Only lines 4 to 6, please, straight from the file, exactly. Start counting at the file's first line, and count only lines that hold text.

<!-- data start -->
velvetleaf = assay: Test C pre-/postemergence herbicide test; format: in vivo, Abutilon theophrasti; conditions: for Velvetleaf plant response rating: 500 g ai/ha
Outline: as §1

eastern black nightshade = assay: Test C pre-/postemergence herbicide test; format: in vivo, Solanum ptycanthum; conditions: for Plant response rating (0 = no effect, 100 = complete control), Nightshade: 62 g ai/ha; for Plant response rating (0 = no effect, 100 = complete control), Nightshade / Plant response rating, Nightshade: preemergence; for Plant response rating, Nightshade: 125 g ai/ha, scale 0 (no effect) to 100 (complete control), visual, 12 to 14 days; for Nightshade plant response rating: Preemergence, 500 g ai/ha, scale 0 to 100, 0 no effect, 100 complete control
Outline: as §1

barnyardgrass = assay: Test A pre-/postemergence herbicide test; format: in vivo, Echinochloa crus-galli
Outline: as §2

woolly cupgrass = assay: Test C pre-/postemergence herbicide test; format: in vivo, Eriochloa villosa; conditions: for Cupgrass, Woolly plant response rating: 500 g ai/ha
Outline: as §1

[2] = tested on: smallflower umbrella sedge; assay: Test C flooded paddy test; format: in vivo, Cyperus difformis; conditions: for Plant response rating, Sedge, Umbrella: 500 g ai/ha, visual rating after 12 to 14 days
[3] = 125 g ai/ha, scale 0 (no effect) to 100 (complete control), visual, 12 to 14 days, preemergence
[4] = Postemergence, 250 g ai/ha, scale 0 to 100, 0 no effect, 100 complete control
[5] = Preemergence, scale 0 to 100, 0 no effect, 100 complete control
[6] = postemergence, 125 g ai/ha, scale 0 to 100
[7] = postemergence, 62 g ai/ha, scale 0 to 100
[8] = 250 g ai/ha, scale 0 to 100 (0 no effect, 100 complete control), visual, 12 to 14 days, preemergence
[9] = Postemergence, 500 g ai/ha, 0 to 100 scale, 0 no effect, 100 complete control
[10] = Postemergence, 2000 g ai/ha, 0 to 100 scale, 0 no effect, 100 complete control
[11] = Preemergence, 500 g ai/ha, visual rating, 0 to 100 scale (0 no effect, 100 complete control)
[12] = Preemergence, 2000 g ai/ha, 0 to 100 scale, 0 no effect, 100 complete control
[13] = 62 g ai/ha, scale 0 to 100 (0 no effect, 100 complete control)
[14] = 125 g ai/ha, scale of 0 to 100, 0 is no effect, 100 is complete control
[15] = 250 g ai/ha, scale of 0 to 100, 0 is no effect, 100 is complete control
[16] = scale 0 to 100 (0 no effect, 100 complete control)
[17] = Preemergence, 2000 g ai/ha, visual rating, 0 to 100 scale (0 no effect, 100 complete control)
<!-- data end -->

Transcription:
Outline: as §1

barnyardgrass = assay: Test A pre-/postemergence herbicide test; format: in vivo, Echinochloa crus-galli
Outline: as §2